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USA: Monsanto must pay 2.5 million dollars in damages


(10 July 2010) The US-American agro-biotech company Monsanto must pay a fine of 2.5 million dollars. The business marketed genetically modified (GM) cotton in the USA without indicating cultivation restrictions that apply in particular regions. Monsanto has accepted the decision.

GM crops that produce Bt proteins as agents to combat pests are regarded legally as ‘pesticides’ in the USA. They are approved – exactly as is the case with plant protection products that function in a similar manner – by the American Environmental Protection Agency (EPA).

For Bt crops, the EPA frequently orders specific measures that are applicable to cultivation. These measures are aimed at preventing the appearance and spread of resistant pests. Mostly, farmers are obliged to plant a refuge area with conventional crops. This weakens the selection pressure on the respective pest population towards the development of resistance.

For the approval of the two Bt cotton lines known as Bollgard and Bollgard II, the EPA had ordered further restrictions for ten Texan counties. Nonetheless, Monsanto sold and marketed seed in these counties between 2002 and 2007 without advising buyers of these restrictions.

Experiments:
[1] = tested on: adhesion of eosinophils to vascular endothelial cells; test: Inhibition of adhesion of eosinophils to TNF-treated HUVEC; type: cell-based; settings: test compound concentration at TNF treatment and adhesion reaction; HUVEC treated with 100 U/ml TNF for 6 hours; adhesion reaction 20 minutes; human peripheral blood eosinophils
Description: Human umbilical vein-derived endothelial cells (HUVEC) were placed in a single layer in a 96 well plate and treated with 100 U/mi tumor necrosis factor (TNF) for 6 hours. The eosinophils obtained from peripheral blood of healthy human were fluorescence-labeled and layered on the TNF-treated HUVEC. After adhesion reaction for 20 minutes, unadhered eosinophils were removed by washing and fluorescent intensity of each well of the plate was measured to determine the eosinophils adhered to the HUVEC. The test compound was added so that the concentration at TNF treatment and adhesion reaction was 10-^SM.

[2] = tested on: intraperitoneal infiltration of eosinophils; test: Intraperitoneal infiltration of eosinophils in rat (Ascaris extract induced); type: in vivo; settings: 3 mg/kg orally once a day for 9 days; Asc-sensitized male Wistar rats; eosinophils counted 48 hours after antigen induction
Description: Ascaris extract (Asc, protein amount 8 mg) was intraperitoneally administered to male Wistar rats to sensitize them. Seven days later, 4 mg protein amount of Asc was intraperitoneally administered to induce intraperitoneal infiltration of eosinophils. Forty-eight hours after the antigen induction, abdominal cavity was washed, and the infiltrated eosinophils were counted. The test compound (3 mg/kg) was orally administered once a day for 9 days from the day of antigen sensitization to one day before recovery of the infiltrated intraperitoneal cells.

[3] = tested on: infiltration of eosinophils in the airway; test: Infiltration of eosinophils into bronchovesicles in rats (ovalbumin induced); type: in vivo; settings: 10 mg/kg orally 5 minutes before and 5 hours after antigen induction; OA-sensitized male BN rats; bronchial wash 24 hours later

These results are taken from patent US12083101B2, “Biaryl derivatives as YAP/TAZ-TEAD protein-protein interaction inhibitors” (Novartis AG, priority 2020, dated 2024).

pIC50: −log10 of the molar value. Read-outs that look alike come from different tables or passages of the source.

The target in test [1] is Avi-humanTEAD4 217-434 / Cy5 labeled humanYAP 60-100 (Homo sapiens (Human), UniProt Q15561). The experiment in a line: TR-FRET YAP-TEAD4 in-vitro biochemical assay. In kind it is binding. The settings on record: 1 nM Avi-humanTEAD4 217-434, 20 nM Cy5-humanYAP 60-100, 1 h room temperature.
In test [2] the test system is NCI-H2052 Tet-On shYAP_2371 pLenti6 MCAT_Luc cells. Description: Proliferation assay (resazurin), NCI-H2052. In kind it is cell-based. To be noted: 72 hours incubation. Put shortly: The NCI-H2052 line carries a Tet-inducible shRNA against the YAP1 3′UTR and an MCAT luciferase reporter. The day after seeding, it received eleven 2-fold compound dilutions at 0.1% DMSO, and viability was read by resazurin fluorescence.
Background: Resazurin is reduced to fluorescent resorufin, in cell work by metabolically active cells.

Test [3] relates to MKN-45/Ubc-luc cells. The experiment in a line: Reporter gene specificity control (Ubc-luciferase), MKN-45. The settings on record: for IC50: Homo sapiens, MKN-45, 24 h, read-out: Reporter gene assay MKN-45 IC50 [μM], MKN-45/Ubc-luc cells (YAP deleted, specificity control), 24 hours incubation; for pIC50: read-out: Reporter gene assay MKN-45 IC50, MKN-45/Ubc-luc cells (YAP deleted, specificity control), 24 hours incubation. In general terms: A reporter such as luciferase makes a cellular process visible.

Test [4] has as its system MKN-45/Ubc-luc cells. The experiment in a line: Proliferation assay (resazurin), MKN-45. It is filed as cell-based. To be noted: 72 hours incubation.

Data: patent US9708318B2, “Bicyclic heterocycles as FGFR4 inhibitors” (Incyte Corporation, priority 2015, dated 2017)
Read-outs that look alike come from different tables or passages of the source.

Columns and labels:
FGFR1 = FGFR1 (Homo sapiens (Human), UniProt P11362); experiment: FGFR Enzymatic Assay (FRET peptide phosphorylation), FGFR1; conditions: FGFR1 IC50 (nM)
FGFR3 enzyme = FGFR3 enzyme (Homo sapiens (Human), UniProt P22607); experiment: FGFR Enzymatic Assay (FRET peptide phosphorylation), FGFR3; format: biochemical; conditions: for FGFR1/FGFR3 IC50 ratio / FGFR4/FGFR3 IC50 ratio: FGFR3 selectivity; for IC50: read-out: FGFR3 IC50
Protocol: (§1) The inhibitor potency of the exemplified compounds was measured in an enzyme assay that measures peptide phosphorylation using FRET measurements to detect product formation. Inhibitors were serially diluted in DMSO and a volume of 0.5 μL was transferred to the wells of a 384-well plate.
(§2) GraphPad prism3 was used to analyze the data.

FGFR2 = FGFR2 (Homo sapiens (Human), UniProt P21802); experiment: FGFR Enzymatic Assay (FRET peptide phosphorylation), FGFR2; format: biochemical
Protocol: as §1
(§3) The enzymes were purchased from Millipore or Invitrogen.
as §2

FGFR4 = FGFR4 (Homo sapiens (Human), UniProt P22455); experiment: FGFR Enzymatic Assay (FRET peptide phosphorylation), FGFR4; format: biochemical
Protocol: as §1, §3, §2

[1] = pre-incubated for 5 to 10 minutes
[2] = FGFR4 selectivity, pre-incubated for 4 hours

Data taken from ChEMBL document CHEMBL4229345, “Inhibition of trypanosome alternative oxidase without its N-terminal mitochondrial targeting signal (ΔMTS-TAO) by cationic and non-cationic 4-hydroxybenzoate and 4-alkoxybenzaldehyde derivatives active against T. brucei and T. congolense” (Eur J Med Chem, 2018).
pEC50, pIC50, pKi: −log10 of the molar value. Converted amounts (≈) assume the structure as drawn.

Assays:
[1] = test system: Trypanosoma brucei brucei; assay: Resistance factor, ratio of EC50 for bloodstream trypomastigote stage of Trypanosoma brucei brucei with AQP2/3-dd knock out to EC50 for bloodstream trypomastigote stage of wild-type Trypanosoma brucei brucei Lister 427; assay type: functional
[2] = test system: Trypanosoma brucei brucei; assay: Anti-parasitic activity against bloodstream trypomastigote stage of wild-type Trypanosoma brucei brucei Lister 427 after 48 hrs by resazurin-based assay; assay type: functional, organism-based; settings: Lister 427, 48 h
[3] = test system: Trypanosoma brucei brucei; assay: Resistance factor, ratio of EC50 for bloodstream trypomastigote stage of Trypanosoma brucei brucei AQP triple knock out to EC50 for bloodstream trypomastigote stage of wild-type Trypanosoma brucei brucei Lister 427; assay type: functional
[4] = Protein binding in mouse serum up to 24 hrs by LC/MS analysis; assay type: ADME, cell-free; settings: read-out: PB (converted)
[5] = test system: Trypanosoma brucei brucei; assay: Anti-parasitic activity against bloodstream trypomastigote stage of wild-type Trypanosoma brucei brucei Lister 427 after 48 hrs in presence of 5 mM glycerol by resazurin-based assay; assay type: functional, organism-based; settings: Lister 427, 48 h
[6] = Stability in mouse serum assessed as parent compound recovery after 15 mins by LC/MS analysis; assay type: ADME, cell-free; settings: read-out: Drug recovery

For this reason, the EPA has now ordered Monsanto to pay a fine of 2.5 million US dollars. This decision represents the highest fees ever set for the violation of pesticide regulations.

According to a speaker for the EPA, "People who manufacture and distribute pesticide products must follow the federal registration requirements. These requirements are critical to preventing the development and spread of insect resistance." "Whoever produces and markets pesticide products must obey the federal laws applicable to them. The legally prescribed measures are necessary to avoid the development and spread of resistant insect pests."

In 2007, Monsanto itself informed the EPA that it had distributed misbranded seed. Consequently, the EPA determined 1700 cases nationwide in which Bollgard and Bollgard II seed was sold without the planting restrictions in its grower guides. In the meanwhile, Monsanto has corrected these guides.

In 2008, the EPA lifted the planting restrictions applicable to Bollgard II seed in the ten Texan counties.

To date in the USA, Bt-resistant cotton pests have only appeared in a few, regionally restricted cases. In contrast, resistant pests have been more commonly detected in India, where resistance-management measures are conducted only in an inadequate manner.

 

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